Kunene salary delays: Napwu approaches court

07 January 2022 | Labour

JEMIMA BEUKES

WINDHOEK

The Namibia Public Workers Union (Napwu) has appealed to the High Court with an urgent application to order the Kunene Regional Council to pay out the December salaries of its staff following a tit-for-tat battle over the council’s reappointment of chief regional officer (CRO) George Kambseb.

The union claims urgency based on the fact that this issue affects workers and their families, including school-going children whose right to education are undermined.

Napwu filed papers with the High Court this week, dragging the Kunene Regional Council, minister of urban and rural development Erastus Utoni, finance minister Iipumbu Shiimi, Kunene governor Marius Sheya and Kunene chief regional officer George Kamseb to court.

Punishing the workers

In his affidavit, Napwu secretary-general Petrus Nevonga said the council’s resolution of 14 December 2021, that Kamseb’s salary be prepared from the general expense account and no salary for any staff member of the council be paid out without processing his salary, was unlawful.

He added that the meeting of 14 December, where the resolution was taken, was unlawful in that the regional governor had not been informed as is stipulated by the law.

“Alarmingly, and yet lamentably, it is not clear why the regional council decided, grudgingly so, to punish its employees who are members of Napwu, for no valid reasons whatsoever.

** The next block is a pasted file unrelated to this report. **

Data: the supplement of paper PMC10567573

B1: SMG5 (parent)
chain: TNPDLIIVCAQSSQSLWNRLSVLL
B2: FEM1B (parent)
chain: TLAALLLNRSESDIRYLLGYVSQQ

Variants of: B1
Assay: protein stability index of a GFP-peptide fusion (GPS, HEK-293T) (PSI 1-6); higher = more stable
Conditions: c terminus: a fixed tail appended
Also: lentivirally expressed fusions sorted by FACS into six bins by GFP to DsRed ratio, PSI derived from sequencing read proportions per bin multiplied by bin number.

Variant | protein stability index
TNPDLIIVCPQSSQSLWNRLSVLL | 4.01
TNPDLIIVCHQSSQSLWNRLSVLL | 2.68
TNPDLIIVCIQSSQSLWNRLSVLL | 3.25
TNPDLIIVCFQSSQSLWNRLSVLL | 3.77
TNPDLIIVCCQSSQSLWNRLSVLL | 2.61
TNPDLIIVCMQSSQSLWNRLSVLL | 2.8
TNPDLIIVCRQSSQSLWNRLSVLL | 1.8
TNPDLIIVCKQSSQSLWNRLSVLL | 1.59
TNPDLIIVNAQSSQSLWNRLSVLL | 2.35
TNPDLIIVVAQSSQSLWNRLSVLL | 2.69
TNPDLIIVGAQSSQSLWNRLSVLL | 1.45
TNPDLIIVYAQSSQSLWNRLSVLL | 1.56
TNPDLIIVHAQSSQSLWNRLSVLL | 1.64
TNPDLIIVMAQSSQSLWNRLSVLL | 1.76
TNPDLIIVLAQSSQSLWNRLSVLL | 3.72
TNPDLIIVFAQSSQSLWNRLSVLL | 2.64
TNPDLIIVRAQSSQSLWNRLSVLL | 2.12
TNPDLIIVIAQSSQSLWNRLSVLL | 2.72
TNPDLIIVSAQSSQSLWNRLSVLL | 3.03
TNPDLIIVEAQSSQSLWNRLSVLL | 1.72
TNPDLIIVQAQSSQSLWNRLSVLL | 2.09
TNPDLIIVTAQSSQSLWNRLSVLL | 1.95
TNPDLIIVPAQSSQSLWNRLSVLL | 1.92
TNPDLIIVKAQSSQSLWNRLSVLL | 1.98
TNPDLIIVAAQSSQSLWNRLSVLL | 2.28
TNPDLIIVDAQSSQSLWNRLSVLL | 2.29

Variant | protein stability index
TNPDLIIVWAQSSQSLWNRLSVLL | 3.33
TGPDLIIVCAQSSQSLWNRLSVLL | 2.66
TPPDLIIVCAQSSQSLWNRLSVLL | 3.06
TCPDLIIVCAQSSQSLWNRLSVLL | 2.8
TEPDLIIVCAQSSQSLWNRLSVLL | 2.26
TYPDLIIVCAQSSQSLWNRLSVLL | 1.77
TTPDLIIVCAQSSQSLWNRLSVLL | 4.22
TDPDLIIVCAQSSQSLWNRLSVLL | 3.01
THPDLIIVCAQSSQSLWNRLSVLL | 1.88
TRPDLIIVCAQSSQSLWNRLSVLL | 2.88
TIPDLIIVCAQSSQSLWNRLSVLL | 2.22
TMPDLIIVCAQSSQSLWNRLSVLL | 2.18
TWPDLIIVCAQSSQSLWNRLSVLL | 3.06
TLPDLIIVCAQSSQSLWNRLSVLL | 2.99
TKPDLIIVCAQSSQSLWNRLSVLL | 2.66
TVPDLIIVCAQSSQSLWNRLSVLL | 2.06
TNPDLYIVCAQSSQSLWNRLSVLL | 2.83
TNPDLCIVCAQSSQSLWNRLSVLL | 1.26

“The salaries and remuneration of the employees were duly appropriated and approved by Treasury during the current financial year. It does not need further approval. It simply needs administrative and operational activation by the council through its officials,” he said.

Not their business

The union leader also argued that the workers have nothing to do with the dispute between the council, the minister and Kamseb, and are still working despite not having received their salaries.

According to Nevonga, the workers are finding themselves in a precarious financial situation and there is a likelihood that given the current standoff between the ministry and the council, workers may not receive their salaries for several more months.

He added that he had in the meantime been informed that there was no instruction to prepare the January 2022 salaries, which would spell financial disaster for the workers.

According to him, Kamseb’s reappointment by the council, who now faces a legal suit by Utoni, was a nullity and his complaints of an unfair dismissal with the labour commission were strange and without any merits.

“His contract came to an end on 30 September 2018, hence the question of unfair dismissal will not have arisen. He was placed on fully paid leave which continued until the expiry of his contract in September 2018, meaning that he was on fully paid leave for a period of 24 months in total. He faced a litany of serious allegations of misconduct,” Nevonga stated in the court papers.

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